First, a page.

Monday, December 10, 2018

Huion VS Wacom


Quick sort of review of the Huion H1060P

I've been using a Wacom Intuos large for around 8 years, and it's worked spectacularly the entire time. However, the one I have has three disadvantages.



1. It's huge, so drawing can lead to shoulder strain.
2. It takes up a lot of space on my desk, which causes me to have to stretch to reach my keyboard. (My keyboard rests past my tablet, in front of the monitor.)
3. It has large boarders around the active area, which leads to more wasted space.

New wacoms have fixed the boarder problem, however I figured I'd give the Huion I shot because of the price, $74.99 USD, compared to the wacom, which is $349 USD. Since it also has smaller boarders.

Getting past the fact that it feels weird to use a different tablet after 8 years, here's what I consider to be the most relevant factors.

1. When pressing down the stylus, the nib pushes in slightly depending on how hard you press. A small portion of this range is a deadzone, and the pen will not register as drawing until it's beyond this point.

This is not the end of the world when drawing with things like ClipStudio or PS, Sai, etc. Generally a light touch will be 0 opacity or 0 width when drawing anyway. However, for pixel art it ends up being more of a problem, since you are often doing single "clicks" to draw single pixels, and a touch that's too light will sometimes not go past the deadzone. This is also a factor when clicking buttons in menus, etc.

2. The stylus is still detected when it's a short distance from the tablet. However, if you hold a button and move the stylus around above the tablet (such as holding middle mouse to move the view), the range is slightly shorter than the Wacom, and I find that when I'm not paying attention, it will cut in and out of detecting the button press because the stylus is too far away.

3. The Stylus feels rather cheap, and I find the shape to be inferior to the Wacom. It's somewhat slippery and plastic feeling, and my hand tends to drift farther down the pen since it tapers. Wacom's stylus flares out at the end, which prevents your hand from going past a certain point. It also has a rubbery texture which makes it easier to grip. The Huion makes more of an audible clicking sound when you touch the stylus to the surface, whereas the Wacom does not.

It's possible that you could use a normal pencil/pen grip to fix some of these problems.

My Conclusion

- If money is not a concern, buy a Wacom Intuos pro medium.
- If money is a concern and you will only do pixel art, a Wacom intuos pro small or a non pro version may be best.
-If you can't afford an intuos medium, and will mostly be drawing, then the Huion will do the job.
While the stylus feels cheap, the tablet itself does not.
- The extra $275 could buy you a monitor, a keyboard, a graphics card, or any number of other upgrades that may benefit you more than an intuos pro.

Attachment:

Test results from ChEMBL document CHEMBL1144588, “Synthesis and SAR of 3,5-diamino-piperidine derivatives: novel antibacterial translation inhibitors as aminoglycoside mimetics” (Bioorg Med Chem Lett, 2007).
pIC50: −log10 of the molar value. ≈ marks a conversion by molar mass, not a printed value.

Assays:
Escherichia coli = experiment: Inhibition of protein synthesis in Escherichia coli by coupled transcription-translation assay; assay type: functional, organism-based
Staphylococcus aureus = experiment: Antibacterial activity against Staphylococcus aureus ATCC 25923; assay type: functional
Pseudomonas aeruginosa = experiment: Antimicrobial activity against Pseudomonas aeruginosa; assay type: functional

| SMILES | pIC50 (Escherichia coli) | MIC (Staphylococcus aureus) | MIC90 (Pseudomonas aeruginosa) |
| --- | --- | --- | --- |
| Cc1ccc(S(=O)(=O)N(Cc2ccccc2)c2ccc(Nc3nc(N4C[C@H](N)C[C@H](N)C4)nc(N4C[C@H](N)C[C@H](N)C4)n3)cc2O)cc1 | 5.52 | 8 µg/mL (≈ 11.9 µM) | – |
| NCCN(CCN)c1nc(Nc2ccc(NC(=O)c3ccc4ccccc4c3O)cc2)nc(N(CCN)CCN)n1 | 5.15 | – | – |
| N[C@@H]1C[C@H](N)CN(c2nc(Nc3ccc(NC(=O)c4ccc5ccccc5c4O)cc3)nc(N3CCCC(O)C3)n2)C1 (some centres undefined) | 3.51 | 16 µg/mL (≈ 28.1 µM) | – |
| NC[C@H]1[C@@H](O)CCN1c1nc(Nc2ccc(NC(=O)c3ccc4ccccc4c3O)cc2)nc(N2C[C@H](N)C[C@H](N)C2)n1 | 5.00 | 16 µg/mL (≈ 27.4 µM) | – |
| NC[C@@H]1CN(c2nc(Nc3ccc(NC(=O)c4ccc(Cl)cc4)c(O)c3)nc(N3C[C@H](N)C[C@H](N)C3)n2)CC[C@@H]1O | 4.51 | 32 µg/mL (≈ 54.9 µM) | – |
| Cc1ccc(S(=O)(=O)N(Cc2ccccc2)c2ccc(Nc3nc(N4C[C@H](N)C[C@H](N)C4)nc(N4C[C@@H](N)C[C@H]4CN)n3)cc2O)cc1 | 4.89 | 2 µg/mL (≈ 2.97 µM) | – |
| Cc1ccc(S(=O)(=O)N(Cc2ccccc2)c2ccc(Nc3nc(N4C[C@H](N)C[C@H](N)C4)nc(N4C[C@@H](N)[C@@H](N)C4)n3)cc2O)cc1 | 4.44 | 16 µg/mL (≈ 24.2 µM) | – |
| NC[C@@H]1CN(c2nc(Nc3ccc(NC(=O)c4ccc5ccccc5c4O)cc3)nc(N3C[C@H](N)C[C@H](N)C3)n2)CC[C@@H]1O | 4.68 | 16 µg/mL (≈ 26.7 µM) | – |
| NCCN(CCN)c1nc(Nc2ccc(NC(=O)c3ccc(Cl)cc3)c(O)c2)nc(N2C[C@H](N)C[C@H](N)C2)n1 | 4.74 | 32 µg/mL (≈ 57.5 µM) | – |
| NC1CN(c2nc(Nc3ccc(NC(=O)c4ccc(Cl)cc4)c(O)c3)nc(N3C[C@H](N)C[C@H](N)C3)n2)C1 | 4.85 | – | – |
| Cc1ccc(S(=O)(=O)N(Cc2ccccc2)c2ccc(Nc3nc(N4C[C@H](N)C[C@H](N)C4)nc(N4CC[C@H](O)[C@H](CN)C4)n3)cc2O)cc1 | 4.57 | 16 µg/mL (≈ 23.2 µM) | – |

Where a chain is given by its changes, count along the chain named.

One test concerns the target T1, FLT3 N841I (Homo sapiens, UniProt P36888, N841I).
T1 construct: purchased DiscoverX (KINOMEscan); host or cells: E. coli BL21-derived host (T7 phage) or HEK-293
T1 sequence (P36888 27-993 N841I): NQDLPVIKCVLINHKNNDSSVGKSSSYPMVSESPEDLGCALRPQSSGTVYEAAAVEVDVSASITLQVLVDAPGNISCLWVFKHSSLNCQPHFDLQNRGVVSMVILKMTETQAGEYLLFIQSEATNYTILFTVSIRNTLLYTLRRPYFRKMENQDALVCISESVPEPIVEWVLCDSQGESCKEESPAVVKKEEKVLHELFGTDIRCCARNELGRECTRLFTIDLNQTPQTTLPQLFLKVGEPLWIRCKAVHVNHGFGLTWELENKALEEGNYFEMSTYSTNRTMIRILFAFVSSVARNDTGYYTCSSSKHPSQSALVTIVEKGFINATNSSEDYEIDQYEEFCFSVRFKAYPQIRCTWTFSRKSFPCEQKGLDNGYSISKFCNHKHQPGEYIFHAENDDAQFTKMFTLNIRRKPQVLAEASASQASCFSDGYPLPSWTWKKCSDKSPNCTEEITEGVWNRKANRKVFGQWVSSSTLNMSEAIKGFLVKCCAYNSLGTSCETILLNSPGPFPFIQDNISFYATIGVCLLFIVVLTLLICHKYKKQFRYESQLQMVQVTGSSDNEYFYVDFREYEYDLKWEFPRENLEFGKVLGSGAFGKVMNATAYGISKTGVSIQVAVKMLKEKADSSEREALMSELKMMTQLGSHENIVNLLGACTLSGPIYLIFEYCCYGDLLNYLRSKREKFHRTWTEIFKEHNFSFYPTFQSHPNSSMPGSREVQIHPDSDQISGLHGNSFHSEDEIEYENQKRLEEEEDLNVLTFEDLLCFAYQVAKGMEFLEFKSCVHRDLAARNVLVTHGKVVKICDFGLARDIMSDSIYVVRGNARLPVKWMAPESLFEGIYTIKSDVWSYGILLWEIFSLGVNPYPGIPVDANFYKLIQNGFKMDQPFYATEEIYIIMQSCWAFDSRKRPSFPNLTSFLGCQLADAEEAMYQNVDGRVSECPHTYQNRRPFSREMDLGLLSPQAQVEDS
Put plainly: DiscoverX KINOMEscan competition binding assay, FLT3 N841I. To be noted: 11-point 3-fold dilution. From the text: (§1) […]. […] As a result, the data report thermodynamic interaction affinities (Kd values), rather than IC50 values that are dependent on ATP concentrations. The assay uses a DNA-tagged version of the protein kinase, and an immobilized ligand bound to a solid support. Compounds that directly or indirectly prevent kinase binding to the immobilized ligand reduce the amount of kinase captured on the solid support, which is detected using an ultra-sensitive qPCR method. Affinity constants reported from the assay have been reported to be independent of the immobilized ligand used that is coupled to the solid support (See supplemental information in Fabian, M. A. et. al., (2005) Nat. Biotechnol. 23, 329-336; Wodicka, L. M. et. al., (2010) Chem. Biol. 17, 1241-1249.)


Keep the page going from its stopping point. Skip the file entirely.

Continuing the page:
-The tablet buttons, the fact that the stylus needs to be charged and lacks and eraser are not relevant to me at all, however they may be to you.

Some of the Huion's disadvantages are also things you could get used to, or may not even notice if it's your first tablet .

Anyhow, after this I'll be taking a look at Wacom's current tablet line. It's possible that a none pro might be the sweetspot for my uses. I'll use the Huion for a while longer, but it will probably stick around as a spare.

12 comments:

  1. For a second there I thought the second image was a microwave.

    ReplyDelete
  2. Personally have Huion 221 Pro no problem with driver and software.

    ReplyDelete
    Replies
    1. Wut I'm lucky on start I buy for 300$ now it's at 600$. XD

      Delete
    2. I haven't encountered any problems with the software.
      For me most of the problems come down to the Stylus and the range.

      I also wish that you could buy a tablet with no express keys, since I never use them.

      Delete
  3. Looks like an overkill, but I have a Surface Pro 4 (for various purposes), and I draw with that, has good sensibility but on ClipStudio when I use a lot of resources (layers, stabilization or other functions) can result in lag on input, still works fine.

    ReplyDelete
    Replies
    1. Surface would be good on the go, however a drawing tablet is a bit of a different experience. I utilize hotkeys extensively for speed, so cintiqs and the surface would be a hard sell for me.

      If I had to generalize, I'd say a drawing tablet is better fore precision and things like pixel art, where cintiqs and the like are good for sketching and coloring.

      Delete
  4. I have a Wacom Bamboo and an Intuos pro pen and touch small.

    Since I primarily do 3D art and my workflow is a combination of box/poly by poly modeling I haven't found much use for them. What little image editing or pixel art I do, the mouse is often more efficient.

    If I ever polish up my sculpting skills then I'll probably use them more.

    ReplyDelete
    Replies
    1. Mouse isn't really more efficient for any sort of drawing once you're fast with it. It can be fine for simple editing though.

      Tablets feel weird in general until you get used to them. Once you do though, it's hard to use other input methods. That said, tablet's don't have a scroll wheel, and doesn't work easily with multiple monitors, which is where a mouse shines.

      Delete
  5. I considered at various moments the idea of getting a drawing tablet and attempting to learn to draw, but after seeing all this it makes me not really want to bother. xP

    ReplyDelete
    Replies
    1. If the goal is just drawing, then the Huion will do fine. It's also possible that later versions have fixed the deadzone, so I'll see when it gets here.

      Delete
  6. i personally love the wacom mobile studio pro

    ReplyDelete